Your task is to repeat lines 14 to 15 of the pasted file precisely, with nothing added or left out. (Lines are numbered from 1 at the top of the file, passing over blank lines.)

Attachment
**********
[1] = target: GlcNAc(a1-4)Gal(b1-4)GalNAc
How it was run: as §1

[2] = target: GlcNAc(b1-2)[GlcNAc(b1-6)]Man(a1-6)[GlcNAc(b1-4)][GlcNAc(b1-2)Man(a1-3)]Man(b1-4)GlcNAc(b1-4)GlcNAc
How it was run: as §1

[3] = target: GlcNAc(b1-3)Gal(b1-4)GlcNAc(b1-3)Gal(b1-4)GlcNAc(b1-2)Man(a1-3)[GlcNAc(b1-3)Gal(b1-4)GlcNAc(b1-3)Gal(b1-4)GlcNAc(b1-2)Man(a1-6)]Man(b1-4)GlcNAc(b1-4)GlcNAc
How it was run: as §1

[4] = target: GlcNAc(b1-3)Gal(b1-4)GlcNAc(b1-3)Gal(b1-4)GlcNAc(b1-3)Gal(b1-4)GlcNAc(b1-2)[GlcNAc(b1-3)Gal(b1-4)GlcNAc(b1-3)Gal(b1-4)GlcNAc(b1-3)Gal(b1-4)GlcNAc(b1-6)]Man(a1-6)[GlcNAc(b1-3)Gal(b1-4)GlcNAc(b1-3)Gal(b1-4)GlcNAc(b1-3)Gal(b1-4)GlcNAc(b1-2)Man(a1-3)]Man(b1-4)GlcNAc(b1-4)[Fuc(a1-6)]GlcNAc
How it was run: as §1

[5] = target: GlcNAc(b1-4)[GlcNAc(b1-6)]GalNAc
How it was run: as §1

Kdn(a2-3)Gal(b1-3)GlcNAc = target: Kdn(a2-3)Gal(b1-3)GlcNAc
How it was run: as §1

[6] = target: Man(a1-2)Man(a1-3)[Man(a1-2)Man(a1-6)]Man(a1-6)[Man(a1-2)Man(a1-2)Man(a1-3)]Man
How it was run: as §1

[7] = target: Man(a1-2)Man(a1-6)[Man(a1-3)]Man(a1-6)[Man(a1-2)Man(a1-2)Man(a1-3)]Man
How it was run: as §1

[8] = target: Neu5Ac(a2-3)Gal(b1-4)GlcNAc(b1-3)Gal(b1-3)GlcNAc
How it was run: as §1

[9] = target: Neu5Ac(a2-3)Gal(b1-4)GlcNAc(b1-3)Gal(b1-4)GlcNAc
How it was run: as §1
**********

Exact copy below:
How it was run: as §1

[7] = target: Man(a1-2)Man(a1-6)[Man(a1-3)]Man(a1-6)[Man(a1-2)Man(a1-2)Man(a1-3)]Man